As usual, you are spot on, Jess. However, I would like to add an additional layer to this. You are speaking of relatively normal Christian men, not abusive or narcissistic men. I am hoping women will be alert to the difference, and allow the Holy Spirit to direct them.
I spent 25 years trying NOT to be the Holy Spirit to my narcissistic husband, only to watch him devolve further and further until he treated me with open contempt as I battled ovarian cancer.
My husband rarely lifted a finger around the house, while telling me what a great husband he was because he brought home a paycheck and wasn’t out carousing. I could count on one hand the number of times he brought me a gift of any kind, took me out to eat, played with it spent time with the children, mowed the lawn, or dragged the garbage to the curb. He never cooked a meal or did any cleaning. But the contemptuous mean-spirited way he spoke to me was the worst part.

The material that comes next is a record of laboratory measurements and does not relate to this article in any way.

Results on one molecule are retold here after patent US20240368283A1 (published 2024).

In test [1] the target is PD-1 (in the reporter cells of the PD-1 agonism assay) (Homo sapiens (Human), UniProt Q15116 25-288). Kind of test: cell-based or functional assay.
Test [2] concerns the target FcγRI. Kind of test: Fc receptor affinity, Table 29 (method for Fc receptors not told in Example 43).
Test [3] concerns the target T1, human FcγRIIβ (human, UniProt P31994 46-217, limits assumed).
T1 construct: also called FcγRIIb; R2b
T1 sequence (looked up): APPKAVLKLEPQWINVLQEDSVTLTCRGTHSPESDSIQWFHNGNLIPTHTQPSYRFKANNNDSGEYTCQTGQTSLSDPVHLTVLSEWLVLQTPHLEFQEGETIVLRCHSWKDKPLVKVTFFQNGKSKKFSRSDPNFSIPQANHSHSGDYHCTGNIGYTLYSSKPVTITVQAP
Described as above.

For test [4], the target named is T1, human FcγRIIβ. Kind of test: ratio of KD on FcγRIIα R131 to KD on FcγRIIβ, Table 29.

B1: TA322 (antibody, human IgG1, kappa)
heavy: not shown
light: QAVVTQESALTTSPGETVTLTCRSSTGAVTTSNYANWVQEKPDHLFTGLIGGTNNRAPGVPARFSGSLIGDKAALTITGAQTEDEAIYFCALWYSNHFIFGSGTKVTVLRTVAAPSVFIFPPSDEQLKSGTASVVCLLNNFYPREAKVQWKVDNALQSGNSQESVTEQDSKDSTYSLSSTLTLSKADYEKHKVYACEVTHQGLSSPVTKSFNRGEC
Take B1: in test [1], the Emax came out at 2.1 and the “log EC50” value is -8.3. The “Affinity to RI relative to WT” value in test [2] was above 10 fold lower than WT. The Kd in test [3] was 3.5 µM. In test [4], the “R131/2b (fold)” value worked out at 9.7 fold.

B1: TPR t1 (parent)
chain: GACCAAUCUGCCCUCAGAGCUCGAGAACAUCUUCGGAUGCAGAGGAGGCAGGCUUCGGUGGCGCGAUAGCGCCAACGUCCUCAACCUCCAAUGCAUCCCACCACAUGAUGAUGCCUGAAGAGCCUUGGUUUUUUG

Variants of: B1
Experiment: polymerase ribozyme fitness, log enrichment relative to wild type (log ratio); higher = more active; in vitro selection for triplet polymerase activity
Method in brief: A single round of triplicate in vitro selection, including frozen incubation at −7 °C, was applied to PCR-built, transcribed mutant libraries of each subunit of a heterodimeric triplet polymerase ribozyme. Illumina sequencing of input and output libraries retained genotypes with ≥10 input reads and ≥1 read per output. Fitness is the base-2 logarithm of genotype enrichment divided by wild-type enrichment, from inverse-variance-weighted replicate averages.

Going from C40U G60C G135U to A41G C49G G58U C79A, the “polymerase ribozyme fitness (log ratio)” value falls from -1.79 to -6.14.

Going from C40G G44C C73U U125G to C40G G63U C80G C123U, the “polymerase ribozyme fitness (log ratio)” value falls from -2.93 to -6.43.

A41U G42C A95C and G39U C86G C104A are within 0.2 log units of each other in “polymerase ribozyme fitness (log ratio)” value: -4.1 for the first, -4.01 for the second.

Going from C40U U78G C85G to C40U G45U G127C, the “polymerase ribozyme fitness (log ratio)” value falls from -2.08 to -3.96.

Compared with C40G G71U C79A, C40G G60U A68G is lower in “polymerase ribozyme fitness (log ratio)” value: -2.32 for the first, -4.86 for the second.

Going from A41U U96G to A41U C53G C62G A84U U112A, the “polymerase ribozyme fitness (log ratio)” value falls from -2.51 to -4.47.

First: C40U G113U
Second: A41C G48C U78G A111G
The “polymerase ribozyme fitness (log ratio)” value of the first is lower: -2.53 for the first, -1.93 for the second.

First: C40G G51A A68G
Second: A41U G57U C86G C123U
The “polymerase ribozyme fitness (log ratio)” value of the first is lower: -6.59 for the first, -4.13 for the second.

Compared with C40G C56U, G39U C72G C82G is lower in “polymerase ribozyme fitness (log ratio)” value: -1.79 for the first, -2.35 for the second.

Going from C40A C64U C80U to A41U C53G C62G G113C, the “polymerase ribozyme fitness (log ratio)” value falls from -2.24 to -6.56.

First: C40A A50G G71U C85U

Through all of this, my children learned that mom didn’t deserve kindness, gifts, hugs, kisses, help, or any kind of consideration.
This is oppression. Jesus came to free us from oppression. There is freedom in Christ.
God allows divorce for situations of hard hearts like this. It took me an entire year to believe God was allowing me to divorce, so you really must wrestle this out with the Lord for yourself.
It has been 6 years since my divorce was final now, and my adult children are healing. They now show me much more love and respect.
I am so glad you shared. Thank you.
Thank you for this, Jess. I’m glad that you’re back writing again, when you can.